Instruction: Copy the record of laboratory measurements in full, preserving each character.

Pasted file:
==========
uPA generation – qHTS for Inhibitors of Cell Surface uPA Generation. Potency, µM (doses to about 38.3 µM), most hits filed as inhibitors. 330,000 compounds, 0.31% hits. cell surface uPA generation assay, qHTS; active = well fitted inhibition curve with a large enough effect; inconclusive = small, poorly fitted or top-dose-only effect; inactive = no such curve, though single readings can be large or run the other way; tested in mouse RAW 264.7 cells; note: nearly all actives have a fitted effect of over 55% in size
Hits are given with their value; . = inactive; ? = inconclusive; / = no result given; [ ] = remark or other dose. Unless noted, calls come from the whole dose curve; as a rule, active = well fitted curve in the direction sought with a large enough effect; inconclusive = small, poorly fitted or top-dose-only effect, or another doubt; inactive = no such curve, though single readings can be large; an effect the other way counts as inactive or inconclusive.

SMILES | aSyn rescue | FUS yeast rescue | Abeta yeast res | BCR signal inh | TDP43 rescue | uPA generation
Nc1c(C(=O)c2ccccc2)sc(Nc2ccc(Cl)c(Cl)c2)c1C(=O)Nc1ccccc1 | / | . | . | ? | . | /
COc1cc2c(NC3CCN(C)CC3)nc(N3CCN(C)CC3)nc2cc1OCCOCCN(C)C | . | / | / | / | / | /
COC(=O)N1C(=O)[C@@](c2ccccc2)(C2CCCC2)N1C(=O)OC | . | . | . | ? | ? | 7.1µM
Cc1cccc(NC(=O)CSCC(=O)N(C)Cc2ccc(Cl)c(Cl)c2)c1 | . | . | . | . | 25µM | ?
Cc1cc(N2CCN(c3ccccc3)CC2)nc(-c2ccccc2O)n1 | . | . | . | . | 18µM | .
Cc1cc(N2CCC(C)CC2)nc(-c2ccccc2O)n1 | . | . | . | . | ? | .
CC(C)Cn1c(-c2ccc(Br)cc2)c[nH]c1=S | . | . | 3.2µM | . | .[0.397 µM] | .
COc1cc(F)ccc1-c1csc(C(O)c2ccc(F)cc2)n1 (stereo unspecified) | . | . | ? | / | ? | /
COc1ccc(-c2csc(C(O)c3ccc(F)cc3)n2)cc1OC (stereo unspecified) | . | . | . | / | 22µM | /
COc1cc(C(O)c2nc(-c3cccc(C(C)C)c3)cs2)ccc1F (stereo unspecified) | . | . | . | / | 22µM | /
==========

uPA generation – qHTS for Inhibitors of Cell Surface uPA Generation. Potency, µM (doses to about 38.3 µM), most hits filed as inhibitors. 330,000 compounds, 0.31% hits. cell surface uPA generation assay, qHTS; active = well fitted inhibition curve with a large enough effect; inconclusive = small, poorly fitted or top-dose-only effect; inactive = no such curve, though single readings can be large or run the other way; tested in mouse RAW 264.7 cells; note: nearly all actives have a fitted effect of over 55% in size
Hits are given with their value; . = inactive; ? = inconclusive; / = no result given; [ ] = remark or other dose. Unless noted, calls come from the whole dose curve; as a rule, active = well fitted curve in the direction sought with a large enough effect; inconclusive = small, poorly fitted or top-dose-only effect, or another doubt; inactive = no such curve, though single readings can be large; an effect the other way counts as inactive or inconclusive.

SMILES | aSyn rescue | FUS yeast rescue | Abeta yeast res | BCR signal inh | TDP43 rescue | uPA generation
Nc1c(C(=O)c2ccccc2)sc(Nc2ccc(Cl)c(Cl)c2)c1C(=O)Nc1ccccc1 | / | . | . | ? | . | /
COc1cc2c(NC3CCN(C)CC3)nc(N3CCN(C)CC3)nc2cc1OCCOCCN(C)C | . | / | / | / | / | /
COC(=O)N1C(=O)[C@@](c2ccccc2)(C2CCCC2)N1C(=O)OC | . | . | . | ? | ? | 7.1µM
Cc1cccc(NC(=O)CSCC(=O)N(C)Cc2ccc(Cl)c(Cl)c2)c1 | . | . | . | . | 25µM | ?
Cc1cc(N2CCN(c3ccccc3)CC2)nc(-c2ccccc2O)n1 | . | . | . | . | 18µM | .
Cc1cc(N2CCC(C)CC2)nc(-c2ccccc2O)n1 | . | . | . | . | ? | .
CC(C)Cn1c(-c2ccc(Br)cc2)c[nH]c1=S | . | . | 3.2µM | . | .[0.397 µM] | .
COc1cc(F)ccc1-c1csc(C(O)c2ccc(F)cc2)n1 (stereo unspecified) | . | . | ? | / | ? | /
COc1ccc(-c2csc(C(O)c3ccc(F)cc3)n2)cc1OC (stereo unspecified) | . | . | . | / | 22µM | /
COc1cc(C(O)c2nc(-c3cccc(C(C)C)c3)cs2)ccc1F (stereo unspecified) | . | . | . | / | 22µM | /